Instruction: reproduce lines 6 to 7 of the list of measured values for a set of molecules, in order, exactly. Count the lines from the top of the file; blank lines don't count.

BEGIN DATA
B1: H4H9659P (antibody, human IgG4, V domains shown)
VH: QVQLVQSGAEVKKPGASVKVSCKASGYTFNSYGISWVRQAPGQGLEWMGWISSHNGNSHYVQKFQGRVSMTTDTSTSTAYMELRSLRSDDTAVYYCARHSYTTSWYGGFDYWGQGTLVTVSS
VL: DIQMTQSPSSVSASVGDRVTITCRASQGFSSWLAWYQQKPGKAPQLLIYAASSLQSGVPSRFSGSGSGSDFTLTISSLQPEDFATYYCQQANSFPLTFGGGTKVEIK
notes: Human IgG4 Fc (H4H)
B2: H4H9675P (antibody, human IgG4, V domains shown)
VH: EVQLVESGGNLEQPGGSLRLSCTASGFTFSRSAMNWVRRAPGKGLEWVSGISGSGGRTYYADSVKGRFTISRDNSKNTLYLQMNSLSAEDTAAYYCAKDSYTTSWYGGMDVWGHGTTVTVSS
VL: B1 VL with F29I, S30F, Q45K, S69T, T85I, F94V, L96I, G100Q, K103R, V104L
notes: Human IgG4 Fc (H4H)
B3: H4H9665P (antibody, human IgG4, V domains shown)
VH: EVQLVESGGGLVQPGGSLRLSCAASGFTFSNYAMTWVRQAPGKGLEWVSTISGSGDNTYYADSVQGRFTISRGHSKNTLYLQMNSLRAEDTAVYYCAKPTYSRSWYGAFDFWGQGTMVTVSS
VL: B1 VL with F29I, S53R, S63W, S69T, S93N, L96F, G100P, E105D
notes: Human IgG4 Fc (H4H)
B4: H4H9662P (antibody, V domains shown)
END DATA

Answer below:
VH: EVQLVESGGNLEQPGGSLRLSCTASGFTFSRSAMNWVRRAPGKGLEWVSGISGSGGRTYYADSVKGRFTISRDNSKNTLYLQMNSLSAEDTAAYYCAKDSYTTSWYGGMDVWGHGTTVTVSS
VL: B1 VL with F29I, S30F, Q45K, S69T, T85I, F94V, L96I, G100Q, K103R, V104L